I strongly suspect that the plant collecting bug is an abnormality similar to alcholism, gambling, and other obsessive-compulsive disorders. It isn’t recognized as a psychological disorder because no one has ever asked for help, so the phenomenon hasn’t been studied. In my case I think it’s Asperger Syndrome. Sometimes called the geek syndrome, it’s characterized by normal to high intelligence, poor social skills, and a tendency to become deeply obsessed with very narrow subjects. Many other plant freaks I know have similar quirks.

Were there many people growing Tillandsia when you first started? How did you get into growing/hybridizing them?

The Bromeliad Society was founded in 1950, but I didn’t join until about 1984. Most members collected the tank types and there was virtually no commercial source of tillandsias. I saw my first tillandsias when I met Richard Felger in 1967. He had several species that he had collected in Mexico, and gave me some. I was hooked. In the next couple of years I gathered a number of other species from collectors in the L.A. area. Nearly all of them had been collected in the wild; there were almost no commercial sources. By 1970 I had a substantial collection. My friend from UClA, Paul Isley, got hooked on them after seeing my collection, and he decided to start a tillandsia nursery when he graduated. I tried to talk him out of it, arguing that they had no commercial value. He ignored my advice, and his nursery Rainforest Flora is quite successful.

You have been to many amazing places around the world. What were some of the most incredible as a plant freak? Elaborate.

Actually, my travels to wild places has been restricted mostly to Latin America, with one memorable trip to Western Australia. However, I’ve seen many travelogues of other places. I’m confident that no place can be more strange or beautiful than central Baja California. The sculpted granite boulder fields are landscaped with equally sculptural plants in abundance: boojums, cardons, various elephant trees, red-spined barrel cacti, blue palms, ocotillos, 6-foot wide agaves, and more.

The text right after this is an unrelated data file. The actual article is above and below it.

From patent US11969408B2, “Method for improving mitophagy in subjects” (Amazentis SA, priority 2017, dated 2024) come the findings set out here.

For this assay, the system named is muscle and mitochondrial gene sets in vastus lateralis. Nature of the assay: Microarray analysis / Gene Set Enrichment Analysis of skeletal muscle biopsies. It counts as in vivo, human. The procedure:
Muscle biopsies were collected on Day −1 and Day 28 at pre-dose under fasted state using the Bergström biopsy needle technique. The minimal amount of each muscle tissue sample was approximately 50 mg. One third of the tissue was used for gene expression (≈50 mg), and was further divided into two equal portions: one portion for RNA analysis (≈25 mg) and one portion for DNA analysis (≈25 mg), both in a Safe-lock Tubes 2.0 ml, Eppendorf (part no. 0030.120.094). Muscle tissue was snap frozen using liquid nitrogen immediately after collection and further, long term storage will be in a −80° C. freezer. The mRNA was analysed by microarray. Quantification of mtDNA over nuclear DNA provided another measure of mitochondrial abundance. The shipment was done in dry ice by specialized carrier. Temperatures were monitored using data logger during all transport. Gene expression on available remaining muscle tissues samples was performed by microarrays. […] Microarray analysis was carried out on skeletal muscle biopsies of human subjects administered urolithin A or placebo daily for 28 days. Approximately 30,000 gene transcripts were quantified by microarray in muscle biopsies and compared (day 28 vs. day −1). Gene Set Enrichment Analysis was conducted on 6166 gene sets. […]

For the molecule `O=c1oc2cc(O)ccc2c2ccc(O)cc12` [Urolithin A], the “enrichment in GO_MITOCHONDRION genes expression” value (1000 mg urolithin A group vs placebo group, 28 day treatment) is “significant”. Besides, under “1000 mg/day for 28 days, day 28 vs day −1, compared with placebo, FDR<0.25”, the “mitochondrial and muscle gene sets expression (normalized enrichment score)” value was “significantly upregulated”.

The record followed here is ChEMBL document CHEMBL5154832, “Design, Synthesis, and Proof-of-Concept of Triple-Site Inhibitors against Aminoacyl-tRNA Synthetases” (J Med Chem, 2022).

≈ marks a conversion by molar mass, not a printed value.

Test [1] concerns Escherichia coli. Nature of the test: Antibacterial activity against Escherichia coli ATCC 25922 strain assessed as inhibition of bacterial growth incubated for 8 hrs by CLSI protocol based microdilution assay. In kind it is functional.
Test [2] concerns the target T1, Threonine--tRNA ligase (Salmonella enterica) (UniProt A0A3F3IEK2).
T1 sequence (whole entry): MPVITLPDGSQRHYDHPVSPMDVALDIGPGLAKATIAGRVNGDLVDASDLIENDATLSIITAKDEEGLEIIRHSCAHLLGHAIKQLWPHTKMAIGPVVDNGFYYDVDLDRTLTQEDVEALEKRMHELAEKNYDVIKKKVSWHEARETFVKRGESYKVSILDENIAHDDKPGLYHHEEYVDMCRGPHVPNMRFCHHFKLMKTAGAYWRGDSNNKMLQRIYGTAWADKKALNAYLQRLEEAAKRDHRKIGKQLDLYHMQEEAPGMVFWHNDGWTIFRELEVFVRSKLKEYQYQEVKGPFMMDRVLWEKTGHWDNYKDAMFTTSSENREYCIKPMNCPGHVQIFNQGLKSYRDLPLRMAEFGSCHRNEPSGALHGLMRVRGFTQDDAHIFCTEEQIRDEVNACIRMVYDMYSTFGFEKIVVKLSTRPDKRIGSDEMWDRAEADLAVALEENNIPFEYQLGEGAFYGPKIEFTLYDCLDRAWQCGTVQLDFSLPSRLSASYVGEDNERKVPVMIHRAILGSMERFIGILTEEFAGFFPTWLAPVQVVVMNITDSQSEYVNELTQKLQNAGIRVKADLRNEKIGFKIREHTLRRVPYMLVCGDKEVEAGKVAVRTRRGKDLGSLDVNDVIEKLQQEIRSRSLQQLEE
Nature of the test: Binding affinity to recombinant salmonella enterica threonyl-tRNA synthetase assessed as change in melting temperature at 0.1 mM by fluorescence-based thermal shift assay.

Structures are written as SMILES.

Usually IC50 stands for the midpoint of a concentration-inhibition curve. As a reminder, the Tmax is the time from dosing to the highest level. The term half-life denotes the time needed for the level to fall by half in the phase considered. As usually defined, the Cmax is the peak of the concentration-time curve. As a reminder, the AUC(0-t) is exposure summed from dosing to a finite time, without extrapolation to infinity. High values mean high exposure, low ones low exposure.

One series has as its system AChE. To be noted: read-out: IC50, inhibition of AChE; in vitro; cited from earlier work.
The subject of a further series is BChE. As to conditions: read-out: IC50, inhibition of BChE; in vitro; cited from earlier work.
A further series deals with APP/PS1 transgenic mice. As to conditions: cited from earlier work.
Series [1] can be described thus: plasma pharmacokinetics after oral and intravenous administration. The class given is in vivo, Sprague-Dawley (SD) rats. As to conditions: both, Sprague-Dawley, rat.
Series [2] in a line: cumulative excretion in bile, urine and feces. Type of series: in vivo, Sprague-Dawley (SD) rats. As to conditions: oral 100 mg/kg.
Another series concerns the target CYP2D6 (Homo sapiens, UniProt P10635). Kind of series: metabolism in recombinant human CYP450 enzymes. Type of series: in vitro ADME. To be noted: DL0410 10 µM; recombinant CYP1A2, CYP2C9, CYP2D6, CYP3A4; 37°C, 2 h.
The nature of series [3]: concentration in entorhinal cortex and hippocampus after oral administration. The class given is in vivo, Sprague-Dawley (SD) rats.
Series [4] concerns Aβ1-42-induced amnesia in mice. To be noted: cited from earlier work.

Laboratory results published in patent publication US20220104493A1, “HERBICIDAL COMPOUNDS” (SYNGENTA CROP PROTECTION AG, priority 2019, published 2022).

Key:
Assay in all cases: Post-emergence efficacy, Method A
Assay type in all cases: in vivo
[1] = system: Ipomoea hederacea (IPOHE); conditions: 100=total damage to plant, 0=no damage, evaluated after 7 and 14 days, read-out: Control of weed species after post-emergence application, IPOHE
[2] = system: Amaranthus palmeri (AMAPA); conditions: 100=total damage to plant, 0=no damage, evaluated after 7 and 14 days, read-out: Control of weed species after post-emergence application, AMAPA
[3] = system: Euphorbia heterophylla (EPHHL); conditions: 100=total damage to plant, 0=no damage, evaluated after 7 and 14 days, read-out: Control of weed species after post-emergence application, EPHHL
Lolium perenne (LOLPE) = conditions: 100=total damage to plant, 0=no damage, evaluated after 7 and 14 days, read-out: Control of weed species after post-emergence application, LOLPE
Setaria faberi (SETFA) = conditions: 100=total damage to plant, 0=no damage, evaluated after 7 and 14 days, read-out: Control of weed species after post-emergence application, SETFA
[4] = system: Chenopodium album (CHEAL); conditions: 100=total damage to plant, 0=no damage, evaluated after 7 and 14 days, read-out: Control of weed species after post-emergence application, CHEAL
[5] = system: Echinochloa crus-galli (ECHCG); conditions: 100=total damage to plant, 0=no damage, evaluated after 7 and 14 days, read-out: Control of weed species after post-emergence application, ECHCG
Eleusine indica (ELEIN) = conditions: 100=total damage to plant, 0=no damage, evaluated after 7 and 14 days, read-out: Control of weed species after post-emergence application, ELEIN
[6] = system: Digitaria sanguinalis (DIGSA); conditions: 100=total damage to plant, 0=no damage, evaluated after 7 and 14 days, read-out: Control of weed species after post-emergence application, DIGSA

The southwestern corner of Australia was also eye-opening. It’s basically chaparral, which is the biocommunity where I grew up in California. But there are 20 times more plants, and the mix changes noticeably every 10 miles. An inordinate number of them have big, weird, and colorful flowers. I must have seen 100 species of terrestrial orchids in 10 days. And among all these weird plants, blue-tongued skinks (shinglebacks) were as common as fence lizards here. The foot-long, chunky, heavy-scaled lizards show no fear. They just warn you not to come closer by gaping their fluorescent blue mouths.

You love weird plants. Are there any you want to grow that you are not growing yet? If so what?

Of the plants I don’t grow, I’d say that I’m most fascinated by the mesembs. I’ve long wanted to construct a miniature landscape using the various species in a realistically constructed rockscape.

Plant freaks seem to be always looking for new alien plants. What species last shocked you with it’s weirdness?

It’s been quite a long time since any amazing botanical discoveries have been made. My last stunner was probably Adenium socotranum. There were very few pictures of it until Socotra opened up to Westerners after the Cold War ended. A couple of my friends went on the first tourist trip, and the photos they brought back blew me away.

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One thought on “Mark Dimmitt, Plant Freak Extraordinaire

  1. Enjoyed this interview very much. I am a budding plant freak with 150 or 200 succulents (including several of Mark Dimmitt’s clones). And maybe 100 orchids.